SpiderCloud Wireless and Corning have both refused to comment on an article that claimed Corning is considering a purchase of the small cell provider.
Analyst Earl Lum, writing an “opinion” article for RCR Wireless, claimed to have heard that optical and fibre DAS provider Corning was readying a bid for SpiderCloud Wireless that valued it at about $200-250 million, or about 2-2.5x revenues.
Lum said that the acquisition would give Corning an indoor cellular solution to add to its DAS product. The acquisition would mirror, in some ways, CommScope’s purchase of Airvana. Indoor small cells deployed in a mini C-RAN architecture (Airvana) or under the control of a controller node (SpiderCloud) address the mid market in terms of building size, Lum said.
TMN asked both Corning and SpiderCloud for comment. Corning said, “The RCRWireless News opinion on Corning posted Wednesday is based on speculation. It is Corning’s policy not to comment on speculation.”
SpiderCloud had a similar dead bat at the ready: “Company policy is to not comment on M&A rumours.”
The rumour regarding SpiderCloud was raised just as there was confirmation that the status of its partnership deal with Cisco had changed. Cisco and SpiderCloud have had a deal for two years for Cisco to sell SpiderCloud’s products under the Cisco brand – notably a small cell module that can be plugged into an existing WiFi access point. Cisco called this the Clip-On, such as in its Aironet 8000 series products – the USC 8718 and USC 8818.
However, that relationship has now changed, and Cisco will no longer be white labelling SpiderCloud products and selling them directly. Instead, SpiderCloud will sell its own branded product to end users, although it could still use a Cisco channel where appropriate. It has previously been noted that Cisco’s SpiderCloud portfolio competed directly with the Radio Dot System marketd by Cisco’s strategic partner Ericsson.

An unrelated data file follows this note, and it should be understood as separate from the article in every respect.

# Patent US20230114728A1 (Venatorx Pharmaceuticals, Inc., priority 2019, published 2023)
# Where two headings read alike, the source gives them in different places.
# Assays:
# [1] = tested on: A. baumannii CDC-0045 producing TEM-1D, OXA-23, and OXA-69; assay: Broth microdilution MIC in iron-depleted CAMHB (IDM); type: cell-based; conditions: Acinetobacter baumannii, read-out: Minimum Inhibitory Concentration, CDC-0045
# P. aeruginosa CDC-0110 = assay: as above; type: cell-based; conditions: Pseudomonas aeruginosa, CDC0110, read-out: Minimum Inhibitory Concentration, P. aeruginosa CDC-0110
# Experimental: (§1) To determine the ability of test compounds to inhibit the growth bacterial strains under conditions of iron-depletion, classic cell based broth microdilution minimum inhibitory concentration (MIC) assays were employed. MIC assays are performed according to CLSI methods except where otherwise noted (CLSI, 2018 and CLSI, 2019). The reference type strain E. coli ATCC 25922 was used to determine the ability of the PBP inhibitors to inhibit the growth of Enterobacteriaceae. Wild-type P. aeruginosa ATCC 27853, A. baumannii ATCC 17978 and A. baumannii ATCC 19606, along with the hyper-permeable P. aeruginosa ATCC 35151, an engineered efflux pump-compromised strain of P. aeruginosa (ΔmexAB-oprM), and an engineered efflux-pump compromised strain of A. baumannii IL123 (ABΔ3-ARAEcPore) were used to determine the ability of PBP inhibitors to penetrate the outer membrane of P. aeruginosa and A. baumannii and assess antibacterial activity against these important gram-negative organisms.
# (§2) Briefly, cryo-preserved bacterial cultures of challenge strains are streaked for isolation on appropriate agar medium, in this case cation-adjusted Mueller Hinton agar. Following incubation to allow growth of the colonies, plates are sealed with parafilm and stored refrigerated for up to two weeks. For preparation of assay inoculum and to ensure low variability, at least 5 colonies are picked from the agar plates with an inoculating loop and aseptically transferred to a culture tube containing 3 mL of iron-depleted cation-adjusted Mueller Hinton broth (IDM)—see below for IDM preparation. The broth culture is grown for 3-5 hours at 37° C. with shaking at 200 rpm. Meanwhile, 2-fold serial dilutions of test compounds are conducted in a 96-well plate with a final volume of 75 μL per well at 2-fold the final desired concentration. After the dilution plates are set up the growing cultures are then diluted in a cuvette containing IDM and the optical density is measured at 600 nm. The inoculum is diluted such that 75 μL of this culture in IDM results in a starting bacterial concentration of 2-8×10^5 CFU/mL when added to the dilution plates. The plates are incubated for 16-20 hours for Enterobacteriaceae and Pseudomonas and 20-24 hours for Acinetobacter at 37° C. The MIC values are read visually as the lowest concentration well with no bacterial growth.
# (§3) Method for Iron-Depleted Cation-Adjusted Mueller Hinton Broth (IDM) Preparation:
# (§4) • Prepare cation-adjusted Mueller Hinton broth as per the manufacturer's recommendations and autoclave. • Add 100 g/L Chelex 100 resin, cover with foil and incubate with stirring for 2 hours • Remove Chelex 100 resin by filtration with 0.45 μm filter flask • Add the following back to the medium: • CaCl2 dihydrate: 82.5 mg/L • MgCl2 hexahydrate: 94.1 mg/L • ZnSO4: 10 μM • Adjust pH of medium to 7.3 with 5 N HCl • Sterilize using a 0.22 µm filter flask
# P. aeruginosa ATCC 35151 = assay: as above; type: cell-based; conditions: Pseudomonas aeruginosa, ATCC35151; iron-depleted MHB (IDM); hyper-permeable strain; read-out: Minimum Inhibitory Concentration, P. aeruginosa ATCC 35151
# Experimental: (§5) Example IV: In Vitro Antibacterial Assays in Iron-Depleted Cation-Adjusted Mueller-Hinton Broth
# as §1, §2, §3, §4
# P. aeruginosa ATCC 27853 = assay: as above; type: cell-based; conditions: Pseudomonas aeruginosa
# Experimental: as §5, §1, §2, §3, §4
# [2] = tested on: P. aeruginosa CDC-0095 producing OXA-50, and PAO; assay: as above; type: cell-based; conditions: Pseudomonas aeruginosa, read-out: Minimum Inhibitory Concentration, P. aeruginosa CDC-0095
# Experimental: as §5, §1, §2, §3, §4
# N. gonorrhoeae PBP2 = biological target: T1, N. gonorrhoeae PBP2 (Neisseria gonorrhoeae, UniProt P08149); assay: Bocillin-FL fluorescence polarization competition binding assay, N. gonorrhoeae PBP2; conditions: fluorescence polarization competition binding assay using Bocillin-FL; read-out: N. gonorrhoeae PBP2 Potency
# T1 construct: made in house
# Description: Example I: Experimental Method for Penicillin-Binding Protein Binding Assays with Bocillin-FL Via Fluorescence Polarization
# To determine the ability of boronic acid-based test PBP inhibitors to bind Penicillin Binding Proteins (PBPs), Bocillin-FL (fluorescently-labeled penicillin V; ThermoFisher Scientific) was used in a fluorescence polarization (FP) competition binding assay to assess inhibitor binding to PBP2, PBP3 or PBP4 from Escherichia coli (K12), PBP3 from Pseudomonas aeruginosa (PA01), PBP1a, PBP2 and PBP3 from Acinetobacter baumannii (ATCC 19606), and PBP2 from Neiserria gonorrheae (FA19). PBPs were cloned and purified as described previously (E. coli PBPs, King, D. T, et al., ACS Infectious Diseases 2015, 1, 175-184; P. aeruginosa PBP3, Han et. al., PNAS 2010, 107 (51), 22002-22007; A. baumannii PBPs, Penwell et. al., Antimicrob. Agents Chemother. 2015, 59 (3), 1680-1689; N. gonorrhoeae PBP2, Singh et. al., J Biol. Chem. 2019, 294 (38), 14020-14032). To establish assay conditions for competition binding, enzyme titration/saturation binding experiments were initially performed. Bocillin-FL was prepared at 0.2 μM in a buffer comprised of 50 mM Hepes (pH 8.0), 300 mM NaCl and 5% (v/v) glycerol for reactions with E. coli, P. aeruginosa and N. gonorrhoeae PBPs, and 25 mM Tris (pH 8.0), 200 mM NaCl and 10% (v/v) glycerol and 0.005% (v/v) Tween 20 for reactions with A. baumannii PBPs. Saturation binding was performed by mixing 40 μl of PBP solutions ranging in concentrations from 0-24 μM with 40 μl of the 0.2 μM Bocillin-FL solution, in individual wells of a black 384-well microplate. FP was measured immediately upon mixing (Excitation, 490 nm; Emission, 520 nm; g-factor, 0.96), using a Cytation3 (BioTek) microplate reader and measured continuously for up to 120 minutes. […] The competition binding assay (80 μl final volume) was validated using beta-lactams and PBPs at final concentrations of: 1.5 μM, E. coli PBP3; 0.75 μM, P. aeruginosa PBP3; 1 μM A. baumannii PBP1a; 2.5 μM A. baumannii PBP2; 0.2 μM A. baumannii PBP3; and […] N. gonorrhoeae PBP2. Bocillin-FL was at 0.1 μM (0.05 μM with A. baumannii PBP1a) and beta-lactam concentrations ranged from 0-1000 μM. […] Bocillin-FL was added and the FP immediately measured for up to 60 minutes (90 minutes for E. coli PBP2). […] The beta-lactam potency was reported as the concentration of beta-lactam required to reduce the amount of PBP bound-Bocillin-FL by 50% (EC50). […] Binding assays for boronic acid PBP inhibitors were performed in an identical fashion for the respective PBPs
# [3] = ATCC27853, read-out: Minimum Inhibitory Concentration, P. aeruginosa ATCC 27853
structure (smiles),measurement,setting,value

TMN understands from sources that although the technology aspect of the SpiderCloud-Cisco products worked out fine, and indeed helped Cisco win a business opportunity with AT&T for indoor deployments (a feather for SpiderCloud to add to its cap alongside its direct sales deal with Verizon), commercial terms turned out to be a brake on business – eroding SpiderCloud’s price advantage over DAS equivalents, something that therefore stalled its attractiveness to enterprise customers.
TMN understands that SpiderCloud’s opportunity for its E-RAN solutions to form AT&T’s indoor solution will go ahead but be restructured to reflect Cisco’s departure as OEM partner. That would see SpiderCloud as a preferred provider to both Verizon and AT&T for indoor enterprise solutions in the mid to large size of building. The size of those opportunities will, to some extent, be determined by the operators’ own commitment to directly provide indoor and in-building solutions.
The Cisco-SpiderCloud rejig comes as it emerged that Cisco is end-of-lifing its Universal Small Cell solutions.